Season one took place in the kind of industrial/agricultural California city that rarely works its way into fiction. Season two is set in the Indianapolis area, a place where it's much harder for a teenage boy to come to terms with his sexuality, no matter what it is, and where even adult men who are attracted to other men occasionally have to hide those feelings to maintain the veneer of respectability.
American Crime has always embraced diversity, both in front of and behind the camera. But it's particularly interested in economic diversity, in stories that reflect the many different class strata of American life. Taylor comes from a working-class family. He's attending Leyland on a scholarship, and that sets him apart from his peers. Meanwhile, another teenager, Kevin, comes from an upper-class black family — but his economic status doesn't erase the fact of his race.
American television used to tackle social issues in its "prestige programming" as a matter of course. The sitcoms of the 1970s (Mary Tyler Moore, All in the Family, etc.) and the workplace dramas of the 1980s (Hill Street Blues, LA Law, etc.) both earned critical approval through their willingness to address the same topics people were talking about around dinner tables and office water coolers.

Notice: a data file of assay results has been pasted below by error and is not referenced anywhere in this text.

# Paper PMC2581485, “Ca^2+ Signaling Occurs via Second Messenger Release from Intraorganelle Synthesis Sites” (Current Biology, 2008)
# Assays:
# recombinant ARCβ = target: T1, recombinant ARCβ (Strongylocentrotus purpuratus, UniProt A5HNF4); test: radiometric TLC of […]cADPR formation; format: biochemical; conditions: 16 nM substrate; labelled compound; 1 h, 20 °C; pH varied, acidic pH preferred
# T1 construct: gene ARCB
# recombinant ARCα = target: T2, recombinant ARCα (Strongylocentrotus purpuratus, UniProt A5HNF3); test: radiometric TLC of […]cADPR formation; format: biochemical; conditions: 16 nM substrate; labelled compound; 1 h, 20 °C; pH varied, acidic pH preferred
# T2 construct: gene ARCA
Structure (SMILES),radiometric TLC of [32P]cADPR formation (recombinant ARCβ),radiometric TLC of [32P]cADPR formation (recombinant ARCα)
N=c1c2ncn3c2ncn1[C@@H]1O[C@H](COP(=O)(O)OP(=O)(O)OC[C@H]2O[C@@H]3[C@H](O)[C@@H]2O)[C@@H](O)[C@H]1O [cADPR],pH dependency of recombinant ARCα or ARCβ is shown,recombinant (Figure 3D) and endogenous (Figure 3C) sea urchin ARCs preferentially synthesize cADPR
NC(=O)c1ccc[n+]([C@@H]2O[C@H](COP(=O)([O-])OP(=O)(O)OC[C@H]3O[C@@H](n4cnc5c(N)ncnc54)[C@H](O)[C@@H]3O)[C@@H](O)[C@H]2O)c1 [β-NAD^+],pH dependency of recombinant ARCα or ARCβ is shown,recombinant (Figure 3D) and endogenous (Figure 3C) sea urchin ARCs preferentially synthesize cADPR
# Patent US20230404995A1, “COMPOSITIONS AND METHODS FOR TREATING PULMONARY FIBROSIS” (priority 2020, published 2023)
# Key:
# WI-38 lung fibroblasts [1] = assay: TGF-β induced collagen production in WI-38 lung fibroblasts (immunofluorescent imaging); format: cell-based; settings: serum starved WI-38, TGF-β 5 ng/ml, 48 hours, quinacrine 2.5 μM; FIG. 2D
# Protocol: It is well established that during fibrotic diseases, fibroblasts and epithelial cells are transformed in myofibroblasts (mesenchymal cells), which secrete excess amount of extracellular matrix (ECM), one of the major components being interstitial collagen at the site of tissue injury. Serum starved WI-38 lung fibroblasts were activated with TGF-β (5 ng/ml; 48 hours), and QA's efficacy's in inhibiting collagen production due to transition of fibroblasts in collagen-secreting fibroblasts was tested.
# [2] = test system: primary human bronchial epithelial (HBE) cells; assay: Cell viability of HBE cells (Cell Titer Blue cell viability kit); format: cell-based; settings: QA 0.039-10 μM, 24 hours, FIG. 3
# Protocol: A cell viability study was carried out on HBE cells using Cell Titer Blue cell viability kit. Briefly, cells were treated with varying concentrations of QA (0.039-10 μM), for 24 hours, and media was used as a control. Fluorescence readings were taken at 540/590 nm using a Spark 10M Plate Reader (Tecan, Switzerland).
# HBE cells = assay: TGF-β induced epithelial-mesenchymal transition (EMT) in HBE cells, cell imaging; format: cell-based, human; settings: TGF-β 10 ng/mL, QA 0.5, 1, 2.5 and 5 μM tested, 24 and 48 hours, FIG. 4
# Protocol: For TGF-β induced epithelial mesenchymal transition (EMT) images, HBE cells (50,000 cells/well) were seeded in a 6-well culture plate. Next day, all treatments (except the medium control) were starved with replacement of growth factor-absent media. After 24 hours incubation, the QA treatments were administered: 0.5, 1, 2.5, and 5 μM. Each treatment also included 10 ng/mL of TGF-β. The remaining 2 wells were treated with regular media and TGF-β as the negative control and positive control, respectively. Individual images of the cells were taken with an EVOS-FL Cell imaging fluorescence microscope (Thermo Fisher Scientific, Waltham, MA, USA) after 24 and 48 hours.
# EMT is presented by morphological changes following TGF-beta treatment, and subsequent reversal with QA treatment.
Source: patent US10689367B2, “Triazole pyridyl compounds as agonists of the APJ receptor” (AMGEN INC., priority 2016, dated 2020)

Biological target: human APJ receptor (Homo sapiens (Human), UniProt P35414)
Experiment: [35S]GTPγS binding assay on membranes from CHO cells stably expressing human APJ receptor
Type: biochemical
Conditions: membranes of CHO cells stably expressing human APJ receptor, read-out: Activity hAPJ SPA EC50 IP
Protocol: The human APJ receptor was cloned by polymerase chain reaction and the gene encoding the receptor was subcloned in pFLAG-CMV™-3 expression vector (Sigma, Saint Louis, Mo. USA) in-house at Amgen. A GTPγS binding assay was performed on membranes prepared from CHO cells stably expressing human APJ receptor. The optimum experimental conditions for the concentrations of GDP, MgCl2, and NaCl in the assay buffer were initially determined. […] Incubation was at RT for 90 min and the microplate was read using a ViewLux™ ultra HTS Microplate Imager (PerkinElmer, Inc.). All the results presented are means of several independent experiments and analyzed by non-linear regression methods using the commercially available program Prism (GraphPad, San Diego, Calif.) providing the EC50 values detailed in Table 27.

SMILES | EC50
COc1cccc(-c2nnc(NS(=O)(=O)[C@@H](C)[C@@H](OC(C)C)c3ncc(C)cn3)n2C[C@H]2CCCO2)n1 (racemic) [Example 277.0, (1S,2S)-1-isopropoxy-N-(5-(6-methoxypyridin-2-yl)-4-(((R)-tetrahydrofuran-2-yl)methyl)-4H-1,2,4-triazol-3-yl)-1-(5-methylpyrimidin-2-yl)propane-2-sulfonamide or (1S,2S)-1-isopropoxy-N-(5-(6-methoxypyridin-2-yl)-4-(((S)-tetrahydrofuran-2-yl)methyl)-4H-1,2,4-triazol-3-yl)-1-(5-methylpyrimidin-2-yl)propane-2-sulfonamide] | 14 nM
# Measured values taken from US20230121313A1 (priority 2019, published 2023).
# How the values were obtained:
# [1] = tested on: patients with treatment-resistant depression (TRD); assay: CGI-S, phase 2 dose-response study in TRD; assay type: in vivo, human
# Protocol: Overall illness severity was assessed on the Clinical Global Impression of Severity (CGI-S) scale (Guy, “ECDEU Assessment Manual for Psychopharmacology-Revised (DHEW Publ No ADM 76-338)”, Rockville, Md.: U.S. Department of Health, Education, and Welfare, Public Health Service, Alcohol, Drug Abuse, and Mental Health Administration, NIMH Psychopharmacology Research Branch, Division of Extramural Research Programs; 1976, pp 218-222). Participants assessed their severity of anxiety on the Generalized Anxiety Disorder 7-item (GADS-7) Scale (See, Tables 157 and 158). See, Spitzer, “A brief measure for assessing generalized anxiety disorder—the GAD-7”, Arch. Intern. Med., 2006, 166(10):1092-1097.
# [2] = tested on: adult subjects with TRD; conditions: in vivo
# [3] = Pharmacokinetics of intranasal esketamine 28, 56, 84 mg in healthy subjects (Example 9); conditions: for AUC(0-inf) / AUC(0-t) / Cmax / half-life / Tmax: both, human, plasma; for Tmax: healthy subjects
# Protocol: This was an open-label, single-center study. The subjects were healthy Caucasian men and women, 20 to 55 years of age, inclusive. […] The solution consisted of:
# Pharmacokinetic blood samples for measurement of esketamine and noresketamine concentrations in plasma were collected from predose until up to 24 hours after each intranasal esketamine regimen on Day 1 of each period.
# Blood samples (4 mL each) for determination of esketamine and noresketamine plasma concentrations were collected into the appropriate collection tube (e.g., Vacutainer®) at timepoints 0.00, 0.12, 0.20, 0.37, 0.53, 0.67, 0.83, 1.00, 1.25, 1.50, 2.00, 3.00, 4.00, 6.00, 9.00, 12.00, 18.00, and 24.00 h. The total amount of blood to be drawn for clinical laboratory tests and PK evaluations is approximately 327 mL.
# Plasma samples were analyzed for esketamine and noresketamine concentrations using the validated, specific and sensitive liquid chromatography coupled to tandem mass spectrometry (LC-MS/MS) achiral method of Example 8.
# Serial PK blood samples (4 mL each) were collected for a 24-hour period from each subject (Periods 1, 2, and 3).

But that trend has largely gone out of vogue in recent decades, due to two main factors: 1) TV's increasing disinterest in the experience of anyone other than upper-class white people (who are largely protected from many of today's most pressing societal problems, barring extraordinary circumstances), and 2) the huge number of shows that've tried to tell stories about these issues in clumsy fashion (see also: the Very Special Episode).
But American Crime is part of a recent wave of network shows (see also: the sitcoms Mom and The Carmichael Show) trying to bring back this noble goal. Season one had its hiccups, but season two was superb, a thoughtful, beautifully told story that will make you angry, sad, and frustrated all at once. To its credit, it does so in a way that leaves you feeling like you better understand the stakes inherent to these stories.
And if it sometimes bites off more than it can chew, well, that's part of Ridley's plan. American Crime is not about how some people are affected by the horrible things that happen every day. It's about how we're all affected by them, no matter how well insulated we may be.
American Crime is available for digital download. Select episodes are available at Hulu.